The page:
By Leverett Wing
My mother passed away 10 years ago.
Mom was our family’s foundation, my emotional compass and, to that point, our eight year-old son Lleyton’s best friend. Her death was devastating to Lleyton, my wife Marian, and me.
Chinese culture dictates that, at a wake/funeral, grieving families provide visitors candy and a coin (often used to spend on something sweet) wrapped in white paper as a way to help lessen the bitterness & sadness of death – an offering which Chinese-operated funeral homes usually take care of as part of their arrangements with families.
Unfortunately for me, the funeral director in our hometown of Chelsea had no knowledge of this custom (oddly, Mr. Zaksheski’s stunned silence and blank, open-mouthed stare at this request provided the only oasis of humor I found in almost two weeks)
So it was in this midst of grieving, finalizing other funeral logistics, tending to visiting friends & family, and ensuring my own family was relatively stable that I was additionally tasked with figuring out how to somehow carry out this tradition the very next day.
Michelle had been checking on my family daily in the weeks since my Mom had fallen ill, offering supportive words, help if needed, and a shoulder to cry on. When I lamented my dilemma to her over the phone, she quickly said, “Let me call you back in a few minutes”.
I wasn’t sure why she had hung up so quickly, but within 20 minutes, she called back and said simply, “We can help. We’ll be there in a couple of hours. Where do you need us?”
Without hesitation (or my solicitation), Michelle had enlisted her sisters Victoria and Sherelle to help. They, along with longtime friend Audrey Paek, arrived at our home that afternoon, and nearly four hours later, over 750 pieces of butterscotch candy and quarters were packed neatly in shopping bags, meticulously wrapped & taped with hand-cut slices of white-paper – ready for Mom’s wake and funeral the next two days.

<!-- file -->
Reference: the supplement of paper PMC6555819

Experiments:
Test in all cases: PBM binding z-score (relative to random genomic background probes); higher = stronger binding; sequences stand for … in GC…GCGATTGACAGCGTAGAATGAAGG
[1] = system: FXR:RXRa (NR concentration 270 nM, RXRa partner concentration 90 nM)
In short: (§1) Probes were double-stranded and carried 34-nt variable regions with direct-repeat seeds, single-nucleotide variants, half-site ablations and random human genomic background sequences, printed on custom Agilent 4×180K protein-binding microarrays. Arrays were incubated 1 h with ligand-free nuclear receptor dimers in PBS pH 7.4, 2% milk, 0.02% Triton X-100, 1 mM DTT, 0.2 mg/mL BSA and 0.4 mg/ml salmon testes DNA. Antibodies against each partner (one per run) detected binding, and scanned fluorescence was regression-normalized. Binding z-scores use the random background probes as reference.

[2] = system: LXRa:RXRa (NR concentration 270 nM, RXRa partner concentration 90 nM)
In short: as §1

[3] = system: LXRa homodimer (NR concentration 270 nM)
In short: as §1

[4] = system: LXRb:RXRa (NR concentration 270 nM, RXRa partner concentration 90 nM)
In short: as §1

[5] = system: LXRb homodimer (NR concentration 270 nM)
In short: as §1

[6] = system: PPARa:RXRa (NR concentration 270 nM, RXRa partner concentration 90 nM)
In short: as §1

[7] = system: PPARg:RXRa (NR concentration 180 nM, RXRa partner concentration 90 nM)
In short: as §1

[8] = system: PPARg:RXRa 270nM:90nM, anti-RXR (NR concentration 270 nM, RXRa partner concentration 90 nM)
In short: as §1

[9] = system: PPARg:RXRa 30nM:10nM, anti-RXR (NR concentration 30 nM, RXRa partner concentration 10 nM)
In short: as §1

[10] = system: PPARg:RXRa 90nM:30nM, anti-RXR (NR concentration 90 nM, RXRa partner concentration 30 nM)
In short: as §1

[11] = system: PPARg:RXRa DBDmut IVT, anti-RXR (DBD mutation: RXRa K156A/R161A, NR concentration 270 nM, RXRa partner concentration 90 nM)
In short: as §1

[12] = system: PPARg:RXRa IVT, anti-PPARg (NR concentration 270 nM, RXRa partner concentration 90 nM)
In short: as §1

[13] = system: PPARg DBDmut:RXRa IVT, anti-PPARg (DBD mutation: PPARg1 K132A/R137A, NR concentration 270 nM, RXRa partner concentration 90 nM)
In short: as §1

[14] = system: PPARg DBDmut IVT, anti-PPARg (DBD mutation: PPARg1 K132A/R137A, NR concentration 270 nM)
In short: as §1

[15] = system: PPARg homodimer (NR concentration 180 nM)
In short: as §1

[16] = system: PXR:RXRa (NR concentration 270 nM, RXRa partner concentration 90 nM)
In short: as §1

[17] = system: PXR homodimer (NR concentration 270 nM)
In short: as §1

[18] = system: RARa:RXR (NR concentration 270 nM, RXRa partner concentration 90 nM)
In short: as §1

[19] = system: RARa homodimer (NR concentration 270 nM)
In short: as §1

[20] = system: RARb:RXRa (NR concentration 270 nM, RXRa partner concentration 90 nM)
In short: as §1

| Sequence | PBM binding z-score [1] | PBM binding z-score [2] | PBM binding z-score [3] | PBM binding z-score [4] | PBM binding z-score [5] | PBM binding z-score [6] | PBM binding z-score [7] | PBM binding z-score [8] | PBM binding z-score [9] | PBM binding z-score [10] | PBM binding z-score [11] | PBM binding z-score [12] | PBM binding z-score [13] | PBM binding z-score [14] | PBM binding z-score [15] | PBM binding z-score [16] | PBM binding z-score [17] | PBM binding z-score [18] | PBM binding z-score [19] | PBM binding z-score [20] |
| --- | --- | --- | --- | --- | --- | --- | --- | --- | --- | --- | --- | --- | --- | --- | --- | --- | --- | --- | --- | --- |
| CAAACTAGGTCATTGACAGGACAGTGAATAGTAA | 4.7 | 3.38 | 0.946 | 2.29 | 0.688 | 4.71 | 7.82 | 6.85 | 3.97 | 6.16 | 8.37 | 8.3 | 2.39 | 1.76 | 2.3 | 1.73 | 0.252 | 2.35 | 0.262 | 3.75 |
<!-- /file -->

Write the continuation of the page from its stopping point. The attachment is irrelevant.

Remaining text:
The following day, Michelle and her husband Conor took care of Lleyton the entire evening, taking him to dinner and shooting pool. The photos she shared showed him enjoying himself and smiling – one of the few smiles I can recall from him for a month. The following day, they both attended Mom’s funeral.
Michelle and her family did all of this without fanfare or asking anything in return. It’s no exaggeration to say she and her family helped save me and my family during that horrible time.
In the weeks, months and years since then, Michelle and her entire family have been with my family through thick and thin. Her sister Victoria was a God-send in helping Lleyton survive his “Boston Latin School experience”, and I can’t accurately count the number of times Sherelle has been my personal savior and source of perspective. And in spite of her busy schedule on the City Council, Michelle has always been there with a supportive call, email or text whenever we’ve needed her.
By now, we all know (or should know) of Michelle’s accomplishments (Paid Family Leave, government transparency, Food Trucks!!), her vision for Boston (a Green New Deal, free MBTA buses) and the diverse coalitions she’s built during her year-long campaign.
These alone help make her a generational candidate for Mayor. But it’s her other, unheralded, too-unappreciated qualities of compassion, empathy and “heart” which make her extra special.
As I stated in my first campaign email many months ago, I have never been more excited or proud to back any political candidate than I am to support Michelle (… my apologies to anyone else I’ve supported in the past).
I’ve sent countless (probably, too many) emails & texts asking you to support her by volunteering, donating and by voting for her. I’m asking you now to help Michelle close out this historic campaign with whatever time or energy you can spare to help her across the finish line next Tuesday.
Michelle is the standard by which I hold all public officials. She is intelligent, visionary, compassionate, tenacious, equitable, progressive, kind, tireless, tough-as-nails, and bold.
More important and precious than that, however… She’s family.